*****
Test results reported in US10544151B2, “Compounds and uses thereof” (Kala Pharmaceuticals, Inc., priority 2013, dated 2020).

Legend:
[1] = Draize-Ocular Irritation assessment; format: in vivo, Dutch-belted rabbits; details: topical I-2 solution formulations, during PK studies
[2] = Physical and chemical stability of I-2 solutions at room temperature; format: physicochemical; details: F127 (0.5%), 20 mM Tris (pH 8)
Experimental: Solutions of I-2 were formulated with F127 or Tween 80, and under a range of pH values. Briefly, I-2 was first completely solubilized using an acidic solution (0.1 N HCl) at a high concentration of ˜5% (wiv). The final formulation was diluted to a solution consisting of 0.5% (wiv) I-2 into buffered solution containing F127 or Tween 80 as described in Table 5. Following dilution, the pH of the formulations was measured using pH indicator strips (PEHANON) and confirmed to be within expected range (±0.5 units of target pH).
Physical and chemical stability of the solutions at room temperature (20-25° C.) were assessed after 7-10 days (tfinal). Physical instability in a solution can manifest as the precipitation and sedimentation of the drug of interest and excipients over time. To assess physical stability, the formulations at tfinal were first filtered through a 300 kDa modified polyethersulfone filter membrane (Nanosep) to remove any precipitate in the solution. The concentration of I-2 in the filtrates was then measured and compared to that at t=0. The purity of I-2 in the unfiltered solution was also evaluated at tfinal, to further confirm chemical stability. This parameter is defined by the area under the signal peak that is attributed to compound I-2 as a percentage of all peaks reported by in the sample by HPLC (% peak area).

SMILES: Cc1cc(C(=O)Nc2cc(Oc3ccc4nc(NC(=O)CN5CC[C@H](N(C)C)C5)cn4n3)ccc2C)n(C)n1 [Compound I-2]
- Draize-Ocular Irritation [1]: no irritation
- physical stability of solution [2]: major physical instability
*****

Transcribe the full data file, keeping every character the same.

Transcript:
Test results reported in US10544151B2, “Compounds and uses thereof” (Kala Pharmaceuticals, Inc., priority 2013, dated 2020).

Legend:
[1] = Draize-Ocular Irritation assessment; format: in vivo, Dutch-belted rabbits; details: topical I-2 solution formulations, during PK studies
[2] = Physical and chemical stability of I-2 solutions at room temperature; format: physicochemical; details: F127 (0.5%), 20 mM Tris (pH 8)
Experimental: Solutions of I-2 were formulated with F127 or Tween 80, and under a range of pH values. Briefly, I-2 was first completely solubilized using an acidic solution (0.1 N HCl) at a high concentration of ˜5% (wiv). The final formulation was diluted to a solution consisting of 0.5% (wiv) I-2 into buffered solution containing F127 or Tween 80 as described in Table 5. Following dilution, the pH of the formulations was measured using pH indicator strips (PEHANON) and confirmed to be within expected range (±0.5 units of target pH).
Physical and chemical stability of the solutions at room temperature (20-25° C.) were assessed after 7-10 days (tfinal). Physical instability in a solution can manifest as the precipitation and sedimentation of the drug of interest and excipients over time. To assess physical stability, the formulations at tfinal were first filtered through a 300 kDa modified polyethersulfone filter membrane (Nanosep) to remove any precipitate in the solution. The concentration of I-2 in the filtrates was then measured and compared to that at t=0. The purity of I-2 in the unfiltered solution was also evaluated at tfinal, to further confirm chemical stability. This parameter is defined by the area under the signal peak that is attributed to compound I-2 as a percentage of all peaks reported by in the sample by HPLC (% peak area).

SMILES: Cc1cc(C(=O)Nc2cc(Oc3ccc4nc(NC(=O)CN5CC[C@H](N(C)C)C5)cn4n3)ccc2C)n(C)n1 [Compound I-2]
- Draize-Ocular Irritation [1]: no irritation
- physical stability of solution [2]: major physical instability